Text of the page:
These are investments that have been around since 1940 but are not often discussed. They are fixed portfolios with a predetermined maturity date. Each portfolio is based on a particular philosophy, algorithm, and analysis. Unlike mutual funds, there is no trading inside the portfolio once it is constructed. One that I do like a lot is the Invesco Mid Cap Core Strategy (UIT: IMIDCX). Using both growth and value strategies, it selects 40 companies from the S&P’s mid-cap indices. The portfolio terminates after 15 months, and one can decide at that point what to do next. If it is bought through a brokerage, the average fee is around 1.48% per year. If one wants to read more, here is a fact sheet that shows the process.

How does this strategy perform? Here are the data as December 31, 2017. Please note that annualized returns for the UIT include a 1.85% charge, which is larger than the actual annual average.

Investment

Symbol

1-Year

3-Year

5-Year

10-Year

2008

Invesco Mid Cap Core Strategy

[UIT: IMIDCX]

14.30%

7.76%

12.71%

10.41%

-36.40%

Morningstar Mid-Cap Blend

10.05%

6.19%

9.90%

8.63%

-36.23%

Vanguard Mid Cap Admiral

[MUT: VIMAX]

19.25%

9.06%

15.41%

8.89%

-41.96%

(Source Data: Invesco and Morningstar)

If one believes in a true buy and hold strategy, at least for 15 months to two years, then a unit trust is an appropriate way to invest. Again, this is not an approach that will beat the index every year, but it will beat the index over long periods of time.

Just as an FYI, in researching unit trusts, I found that they are quite prevalent in the United Kingdom and New Zealand. It would be great to research that one day.

Stocks

Now that we suggested hunting with a bomb (mutual funds), and a shot gun (unit trusts), it is now time to hunt with a rifle. I have three stocks worth recommending, and the data to support the decisions.

Skechers USA Inc. (NYSE:SKX)— Skechers’ earnings growth rate is 80% over the last five years, and its sales growth rate is just north of 20%. I know it would be unreasonable to assume that kind of growth to continue, and Skechers warned against that when they forecasted that sales would only grow 10% year over year for the upcoming quarter, and earnings would limit their growth to 6.5%. Shame on the sellers who did not understand the press release where it was stated, “The estimated quarterly sales includes an expected shift in shipments from the second quarter to the back half of the year for several key international distributors and domestic accounts.” This was not a warning that Skechers was in trouble, it was just a statement that its sales would not necessarily fit in nice and neat quarters. In my opinion, it was a financial non-event.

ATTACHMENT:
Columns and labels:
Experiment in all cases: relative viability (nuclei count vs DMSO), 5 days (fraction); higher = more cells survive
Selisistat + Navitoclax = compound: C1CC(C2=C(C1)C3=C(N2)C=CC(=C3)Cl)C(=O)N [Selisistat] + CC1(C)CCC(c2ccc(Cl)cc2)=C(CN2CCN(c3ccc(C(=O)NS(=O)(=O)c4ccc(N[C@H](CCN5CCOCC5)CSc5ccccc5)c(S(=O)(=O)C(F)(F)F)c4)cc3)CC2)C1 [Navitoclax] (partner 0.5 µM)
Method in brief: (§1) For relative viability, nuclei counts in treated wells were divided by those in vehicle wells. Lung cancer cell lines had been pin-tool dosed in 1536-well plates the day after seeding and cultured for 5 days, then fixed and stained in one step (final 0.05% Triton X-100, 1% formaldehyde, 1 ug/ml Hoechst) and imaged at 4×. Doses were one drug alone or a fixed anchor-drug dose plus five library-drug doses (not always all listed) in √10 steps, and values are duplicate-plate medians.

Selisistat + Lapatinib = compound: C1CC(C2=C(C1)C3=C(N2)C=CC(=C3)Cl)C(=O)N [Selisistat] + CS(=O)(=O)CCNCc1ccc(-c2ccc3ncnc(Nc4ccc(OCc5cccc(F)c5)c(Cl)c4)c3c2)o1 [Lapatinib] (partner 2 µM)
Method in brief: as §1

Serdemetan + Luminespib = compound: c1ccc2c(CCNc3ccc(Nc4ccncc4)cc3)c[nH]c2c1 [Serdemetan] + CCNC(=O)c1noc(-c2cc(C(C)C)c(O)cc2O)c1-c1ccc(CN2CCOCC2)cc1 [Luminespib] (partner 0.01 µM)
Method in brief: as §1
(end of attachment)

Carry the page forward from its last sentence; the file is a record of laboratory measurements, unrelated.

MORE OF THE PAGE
Analysts still project earnings to grow to $2.35/share by the end of 2019. If that happens, then Skechers should be worth $53/share at its current P/E of 22.54x. The question is whether it can grow its earnings to that level. I guess one must ask whether it can appreciate back to $36/share in the next 12 months to justify the risk. I do, and I believe people will still buy their shoes, so I am buying the stock at $29/share, and added 83% to my position.

Ubiquiti Network, Inc. (NASDAQ:UBNT) - Ubiquiti’s earnings have been growing at an even faster rate (94%), and the analysts agree that it should continue to grow, though that growth will subside to more reasonable levels. The company itself puts its current growth rate at around 30%. Still pretty good, and one that should continue over the next five years. What is driving this growth? Enterprise technology puts the company’s products in a strong position. The global demand for wireless connectivity and the equipment it requires will not abate in the next few years. Assuming a historical P/E of 24.24x, I have this company pegged for $178/share in five years. That easily more than doubles the current price of $71/share. Of course, all of this assumes a 33% growth rate in earnings too. I am willing to take that risk.

Williams-Sonoma Inc. (WSM) - This is strictly a dividend play for this housewares company. WSM’s dividend has been growing at 11.84% for the last five years, and they just handed out a 10.3% pay raise for the most recent quarter. Right now, their payoff is right at 43%, and most analysts have their earnings projections, at 19.7% over the next few years, supporting further growth in the dividend.

I just added this to my portfolio. I like the 3.5% dividend, and assuming a dividend growth that regresses to be about equal to its required rate of return of 10.1%, I am willing to take the risk on this 3.5% yielding stock. With its history of rising dividends over the past few years, I like my chances with this one.

Conclusion

I showed you several ways in which you can invest in mid-cap stocks. I feel so strongly about this, that I have one of my retirement accounts invested exclusively in a mid-cap mutual fund. Given that we live in an era of strategic allocation models, at the very least, invest 20-25% of your all equity portfolios in mid-cap stocks. You will be glad you did. Of course do your own research, and I hope these suggestions help.

Disclosures

Here are a few recommended disclosures:

  • Past performance is not an indicator of future performance.
  • This post is illustrative and educational and is not a specific offer of products or services.
  • Information on this blog is not an offer to buy or sell, or a solicitation of any offer to buy or sell the securities mentioned herein.
  • Information presented is believed to be factual and up-to-date, but we do not guarantee its accuracy and it should not be regarded as a complete analysis of the subjects discussed.
  • All expressions of opinion reflect the judgment of the authors as of the date of publication and are subject to change.
  • Investments in individual sectors or companies may be more volatile than investments that diversify across many industry sectors and companies.
  • Certain sectors of the market may expose an investor to more risk than others.
  • Diversification does not assure or guarantee better performance and cannot eliminate the risk of investment losses.

I will wish you luck, and be happy.

Disclosure: I am/we are long SKX, UBNT, WSM. I wrote this article myself, and it expresses my own opinions. I am not receiving compensation for it (other than from Seeking Alpha). I have no business relationship with any company whose stock is mentioned in this article.